I believe that with innovation and the things that are being put into Merom, it will take at least a year and a half or two years to close such a gap. I'm not afraid to open up and show techniques and everything. We're going to dive into a lot of the things all the way down to the microcode, and the way that you do micro fusion and the micro-ops fusion.

Are you making that comparison based on what you understand the competition is working on, or just based on the architecture you developed in Merom?
Eden: Let's put it like this: You're trying to assess where the competition will be. If you say that you are going to have an advantage, it's based on an assessment. You might be more accurate or you might be less accurate, but it's the risk we are taking. We believe...we'll be able to open a major gap with the new architecture.

How does the four-wide machine performance compare with the integrated memory controller?
Eden: Too many people ask me about the memory controller, and they don't ask me about microfusion or macrofusion, and all these kind of things.

What is memory access? Two things: When you address external memory, you need memory bandwidth and you need memory latency.

Memory bandwidth means in each clock (cycle) you can bring up this amount of data or this amount of data. Memory latency means when I go and I try to fix something for level 1 or level 2 cache, and I've got a miss and the data doesn't exist in the CPU, now I need to go to the external memory. And if I don't have enough parallelism, the CPU is idle--it goes to sleep until you fix the external memory.

I believe that the architecture balance that we'll deliver both in Yonah and Merom probably will give us better performance overall.

Now, (an integrated) memory controller gives you one big advantage. The first advantage is, when you want to access memory you can go to the external memory and fetch it. If you've got a north bridge, you need to go to the north bridge, and then from the north bridge go to the memory, and then from the memory go to the north bridge to fetch the data inside. This takes much longer latency.

What I need to do is to make sure that most of the time, if you go and need data, the data resides inside the cache. If you need to access data from the CPU and the data resides in the cache, the bandwidth to access the cache...is much better than any memory controller, because (with a) memory controller, you still need to leave the chip and go externally.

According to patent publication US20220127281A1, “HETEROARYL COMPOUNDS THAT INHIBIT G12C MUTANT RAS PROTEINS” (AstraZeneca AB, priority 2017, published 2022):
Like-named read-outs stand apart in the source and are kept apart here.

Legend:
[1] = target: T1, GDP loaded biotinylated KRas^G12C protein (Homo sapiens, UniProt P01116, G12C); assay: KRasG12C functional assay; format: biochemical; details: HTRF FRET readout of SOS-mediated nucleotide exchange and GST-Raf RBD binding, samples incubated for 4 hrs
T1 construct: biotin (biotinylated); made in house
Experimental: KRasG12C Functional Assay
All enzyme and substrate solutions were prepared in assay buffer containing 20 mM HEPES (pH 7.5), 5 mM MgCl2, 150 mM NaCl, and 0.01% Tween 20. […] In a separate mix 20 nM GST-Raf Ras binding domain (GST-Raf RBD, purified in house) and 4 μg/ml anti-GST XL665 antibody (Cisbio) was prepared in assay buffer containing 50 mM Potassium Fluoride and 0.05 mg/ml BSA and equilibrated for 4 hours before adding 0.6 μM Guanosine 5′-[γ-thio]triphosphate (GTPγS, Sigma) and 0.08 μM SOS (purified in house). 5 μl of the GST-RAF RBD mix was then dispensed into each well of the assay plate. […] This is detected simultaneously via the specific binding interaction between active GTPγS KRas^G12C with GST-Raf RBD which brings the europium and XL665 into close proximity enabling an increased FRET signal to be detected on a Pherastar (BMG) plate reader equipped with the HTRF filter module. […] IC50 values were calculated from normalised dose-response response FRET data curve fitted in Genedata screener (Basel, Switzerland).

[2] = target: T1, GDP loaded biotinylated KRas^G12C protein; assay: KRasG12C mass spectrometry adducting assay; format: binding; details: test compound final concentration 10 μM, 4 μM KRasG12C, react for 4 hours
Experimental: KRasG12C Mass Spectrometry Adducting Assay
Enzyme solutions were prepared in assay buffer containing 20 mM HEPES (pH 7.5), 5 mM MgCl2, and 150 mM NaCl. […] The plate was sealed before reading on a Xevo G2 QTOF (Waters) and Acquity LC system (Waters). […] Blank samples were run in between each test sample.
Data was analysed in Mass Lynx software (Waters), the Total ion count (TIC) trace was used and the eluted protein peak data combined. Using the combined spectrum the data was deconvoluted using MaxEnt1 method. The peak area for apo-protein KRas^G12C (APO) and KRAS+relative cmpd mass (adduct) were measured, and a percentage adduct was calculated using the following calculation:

So, if I go and give you a big cache--and I'll do a great prefetch mechanism that will make sure to prefetch the data and prefetch everything from the memory, to make sure that we've got it well in advance inside the cache before you use it--this solution will probably bring us a better solution than any memory controller.

There is an advantage (to an integrated memory controller), and I'm not trying to diminish it--but there's more than one way to skin a calf. I believe that the architecture balance that we'll deliver both in Yonah and Merom probably will give us better performance overall, and you don't need to look at the memory bandwidth. Yes, maybe my memory bandwidths will be little bit less, but it'll be able to have most of the data in the cache overall, from the CPU point of view.

There are critics out there who claim that the Pentium M and Yonah are just really a Pentium III with a few tweaks--a Pentium III with an Israeli accent, let's say. Does it derive a lot from the Pentium III?
Eden: Part of it is based on previous architecture and part of it looks forward. It resembled (Pentium III) architecture to some extent, but (there are) a lot of different features inside.

Can you give performance improvement based on the same architecture? Are you taking things from the previous architecture? Yes. Did Yonah not take from Dothan alone? Did Merom take from Yonah? Much less, but to call it Pentium III architecture I believe is doing an injustice to the hundreds of people that delivered Banias.